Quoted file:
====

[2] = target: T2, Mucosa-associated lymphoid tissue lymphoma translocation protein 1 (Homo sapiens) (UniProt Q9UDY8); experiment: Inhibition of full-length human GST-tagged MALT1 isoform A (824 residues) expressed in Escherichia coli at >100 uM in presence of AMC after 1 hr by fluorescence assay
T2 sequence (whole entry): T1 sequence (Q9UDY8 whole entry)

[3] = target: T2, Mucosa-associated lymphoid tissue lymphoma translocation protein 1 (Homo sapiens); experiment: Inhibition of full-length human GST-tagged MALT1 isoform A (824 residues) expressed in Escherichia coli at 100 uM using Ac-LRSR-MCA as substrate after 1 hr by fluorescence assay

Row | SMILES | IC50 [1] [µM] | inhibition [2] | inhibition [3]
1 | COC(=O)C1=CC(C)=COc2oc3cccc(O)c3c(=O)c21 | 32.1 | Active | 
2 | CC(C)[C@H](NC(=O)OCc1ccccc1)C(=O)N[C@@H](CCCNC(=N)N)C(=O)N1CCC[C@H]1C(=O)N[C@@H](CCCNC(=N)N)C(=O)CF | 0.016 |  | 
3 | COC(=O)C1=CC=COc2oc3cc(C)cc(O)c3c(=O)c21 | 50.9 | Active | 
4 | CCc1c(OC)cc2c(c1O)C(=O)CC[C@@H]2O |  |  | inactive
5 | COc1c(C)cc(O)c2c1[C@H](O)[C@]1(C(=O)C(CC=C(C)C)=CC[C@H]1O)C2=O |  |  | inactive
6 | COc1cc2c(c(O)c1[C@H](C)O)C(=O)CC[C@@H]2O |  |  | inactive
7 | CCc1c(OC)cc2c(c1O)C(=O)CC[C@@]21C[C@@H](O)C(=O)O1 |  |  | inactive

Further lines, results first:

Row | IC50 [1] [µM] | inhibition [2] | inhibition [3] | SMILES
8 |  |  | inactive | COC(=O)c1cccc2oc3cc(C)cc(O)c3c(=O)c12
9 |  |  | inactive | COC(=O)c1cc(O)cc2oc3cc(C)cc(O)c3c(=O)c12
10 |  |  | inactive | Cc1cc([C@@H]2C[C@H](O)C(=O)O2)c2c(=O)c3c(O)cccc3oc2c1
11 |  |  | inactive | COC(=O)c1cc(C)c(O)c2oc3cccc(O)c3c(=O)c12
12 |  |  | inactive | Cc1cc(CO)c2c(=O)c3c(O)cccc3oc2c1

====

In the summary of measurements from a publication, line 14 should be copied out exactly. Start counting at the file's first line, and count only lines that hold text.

8 |  |  | inactive | COC(=O)c1cccc2oc3cc(C)cc(O)c3c(=O)c12